You e-mailed us with your views on the issues raised in Correspondent: Arafat Investigated.
The comments published reflect the balance of views we have received:
As a Palestinian, I wish to break free from the Israeli occupation and get the chance to govern myself. I call on Arafat to step down, for he has failed and brought us nothing but blood and tears. A better leader could lead us to freedom and peace with Israel.
I am shocked, shocked at your investigative report regarding the PA/Arafat and their connections to terrorists organizations. What about the money diverted to his wife and daughter in Paris? It's good to be a dictator!!
Yaffa Glickman, USA
This is more proof that Arafat does not want peace and that he is a terrorist.
Golan, The Netherlands
Arafat has undoubtedly made mistakes - but he has shown great courage and has almost universal support amongst his people. Sharon may be said to have caused the present Intifada by his armed incursion into the Temple Mount. Bush and Blair need to reassess the two leaders and honestly face the question: are they even-handed in their response to the situation?
John Johansen-Berg, UK
What advantages does Arafat gain, political or otherwise, from the continuation of suicide bombing?
Andrew Dwyer, UK
Arafat, despite his human faults of personal political ambition, is also a time-served and respected veteran of the Palestinian struggle for justice for his people against the relentless, subtle, American-backed oppression of Israeli displacement of Palestinians and the annexation of their land.
Paul Gunn, United Kingdom
I feel the program only highlighted the anger and frustration that the Palestinian people feel. So much so, that they must resort to suicide bombing in retaliation for the way Israel is crushing them and the UN seems incapable of doing anything. I feel the programme reflected the solidarity of the Palestinian people and their leader.
Mrs Rita Appleby
I agreed with your comment that Arafat is part of the solution, although he has shown he has little concern for ordinary Palestinian people - as he only serves to inflame their passionate anger rather than serve their needs for a decent life. How is it possible that Arafat will ever direct himself towards co-existence in peace with Israel? Peace can only come from a shift towards humanity.
Arafat is the product of Israeli occupation, not the cause.
If Israel withdrew all its troops from Gaza and the West Bank behind the defence wall, so protecting the Israeli citizens, would Arafat stop the suicide attacks?
W Mereine, UK
Maybe finally the BBC is beginning to recognise Arafat and the PA for what it really is - a collective of murdering thugs.
Now al-Aqsa have admitted that Arafat is their leader and that the political and military groups are the same, what will be done to remove Arafat from power as he clearly supports terrorism - not peace.
Beverly Trafford, Macclesfield UK
Mr Sharon was the first to consider Mr Arafat "irrelevant". The US administration rapidly adopted this opinion and wants to urge the world to stop dealing with the Palestinian chief. Mr Arafat is a Nobel Prize winner for peace, and was elected by the Palestinians.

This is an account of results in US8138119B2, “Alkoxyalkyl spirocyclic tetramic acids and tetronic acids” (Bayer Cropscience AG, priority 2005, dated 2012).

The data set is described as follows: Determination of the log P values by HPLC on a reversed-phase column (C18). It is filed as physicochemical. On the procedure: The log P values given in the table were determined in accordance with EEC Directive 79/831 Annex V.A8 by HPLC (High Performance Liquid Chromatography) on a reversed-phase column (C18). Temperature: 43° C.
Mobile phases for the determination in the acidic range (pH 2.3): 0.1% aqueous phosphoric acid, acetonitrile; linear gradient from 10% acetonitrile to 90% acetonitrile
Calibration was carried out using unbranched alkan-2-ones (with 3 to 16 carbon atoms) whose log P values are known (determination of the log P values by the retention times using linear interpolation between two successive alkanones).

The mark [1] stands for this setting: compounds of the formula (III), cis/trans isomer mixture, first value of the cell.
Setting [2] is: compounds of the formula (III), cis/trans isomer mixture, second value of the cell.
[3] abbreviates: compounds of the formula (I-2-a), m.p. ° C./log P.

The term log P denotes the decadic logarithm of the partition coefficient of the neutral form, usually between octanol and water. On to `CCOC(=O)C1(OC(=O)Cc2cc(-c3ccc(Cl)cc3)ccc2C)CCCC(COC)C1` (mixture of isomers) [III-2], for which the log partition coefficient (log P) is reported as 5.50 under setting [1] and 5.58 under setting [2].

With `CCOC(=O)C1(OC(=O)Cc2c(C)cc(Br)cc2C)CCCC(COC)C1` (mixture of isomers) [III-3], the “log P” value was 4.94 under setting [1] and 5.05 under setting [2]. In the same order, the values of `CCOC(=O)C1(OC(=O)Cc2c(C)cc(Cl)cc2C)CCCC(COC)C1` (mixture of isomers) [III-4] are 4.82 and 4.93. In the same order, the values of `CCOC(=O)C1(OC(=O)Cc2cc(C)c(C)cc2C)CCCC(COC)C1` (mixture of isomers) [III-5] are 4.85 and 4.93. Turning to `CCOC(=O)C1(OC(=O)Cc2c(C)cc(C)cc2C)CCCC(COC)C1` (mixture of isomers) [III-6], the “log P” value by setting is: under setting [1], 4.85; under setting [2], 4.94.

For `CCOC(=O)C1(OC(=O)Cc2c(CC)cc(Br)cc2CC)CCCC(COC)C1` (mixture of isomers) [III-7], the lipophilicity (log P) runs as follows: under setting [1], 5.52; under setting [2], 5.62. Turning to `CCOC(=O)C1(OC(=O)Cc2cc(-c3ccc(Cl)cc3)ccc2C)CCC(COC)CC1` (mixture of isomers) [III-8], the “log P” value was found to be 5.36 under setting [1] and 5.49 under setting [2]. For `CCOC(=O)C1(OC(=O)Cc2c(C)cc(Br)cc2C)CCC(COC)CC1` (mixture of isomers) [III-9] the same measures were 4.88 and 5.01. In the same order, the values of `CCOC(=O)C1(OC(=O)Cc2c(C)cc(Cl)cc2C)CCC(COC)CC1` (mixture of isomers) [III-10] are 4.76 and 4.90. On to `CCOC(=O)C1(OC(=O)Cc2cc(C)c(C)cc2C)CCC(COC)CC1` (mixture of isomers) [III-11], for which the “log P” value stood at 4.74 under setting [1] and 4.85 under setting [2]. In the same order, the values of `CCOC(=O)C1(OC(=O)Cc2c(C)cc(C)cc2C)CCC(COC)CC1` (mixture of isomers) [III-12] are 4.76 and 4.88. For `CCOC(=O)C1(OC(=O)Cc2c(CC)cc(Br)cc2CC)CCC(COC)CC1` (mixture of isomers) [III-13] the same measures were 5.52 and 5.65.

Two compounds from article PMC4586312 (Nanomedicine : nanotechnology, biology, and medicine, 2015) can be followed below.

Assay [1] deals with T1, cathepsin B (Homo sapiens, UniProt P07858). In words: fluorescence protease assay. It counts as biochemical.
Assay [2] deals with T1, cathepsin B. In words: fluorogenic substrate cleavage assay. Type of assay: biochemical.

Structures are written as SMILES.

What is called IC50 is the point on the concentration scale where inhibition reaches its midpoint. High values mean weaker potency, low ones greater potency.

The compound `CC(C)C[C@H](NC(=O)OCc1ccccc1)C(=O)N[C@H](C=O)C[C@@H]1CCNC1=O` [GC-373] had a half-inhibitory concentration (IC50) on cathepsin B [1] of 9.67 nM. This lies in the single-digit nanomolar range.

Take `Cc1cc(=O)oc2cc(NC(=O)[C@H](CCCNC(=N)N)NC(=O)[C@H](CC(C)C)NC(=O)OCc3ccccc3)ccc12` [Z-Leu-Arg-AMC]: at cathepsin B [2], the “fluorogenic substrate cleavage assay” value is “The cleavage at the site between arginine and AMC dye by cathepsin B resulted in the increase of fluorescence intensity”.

The argument that Arafat would stop terrorism if he could is ridiculous. It was Arafat who called on a million suicide bombers to march to Jerusalem, Fatah groups loyal to him have been responsible for some of the worst terrorist outrages, and it was Arafat himself who ordered the release of all Hamas prisoners on the outbreak of this bloody Intifada - which he himself initiated.
Why don't you ask the most relevant question - when are the Israelis going to stop stealing the Palestinian's land? They are breaking every international law by the occupation.
Is it not relevant to take into account someone's track record when predicting their future behaviour? Arafat was thrown out of Jordan by King Hussein for fomenting revolution, driven out of Lebanon by Israel, Christians and Shi-ites for destroying southern Lebanon - and he is the cold-blooded killer of children, the disabled and American diplomats. Jeremy Bowen has some cheek to proclaim that Arafat is part of a just and fair solution.
For a man who has spent so many years in Israel and the West Bank Jeremy Bowen still has not learned how to look at the area. You are very aware that you cannot talk about this situation using European ideals and values - in the Middle East things are very different and you fail to communicate this to the British public.
Arafat is in a no win situation. Hamas has set itself up as the unelected military arm of the Palestinian cause and Arafat is the elected political arm. Their aims are the same, a free and independent state of Palestine but Arafat has no control over the leaders of Hamas. In my opinion Israel is the key to the solution - return to the Palestinians what is theirs.
JH Webster, England
The question of Palestine/Israel will always be emotive, however your programme was superficial, skating over real issues. You did not consider the legitimacy, as loathsome as it is, of armed resistance to an illegal occupation (the actions of the French resistance under the occupying Nazi regime or the ANC under apartheid might serve as useful comparisons).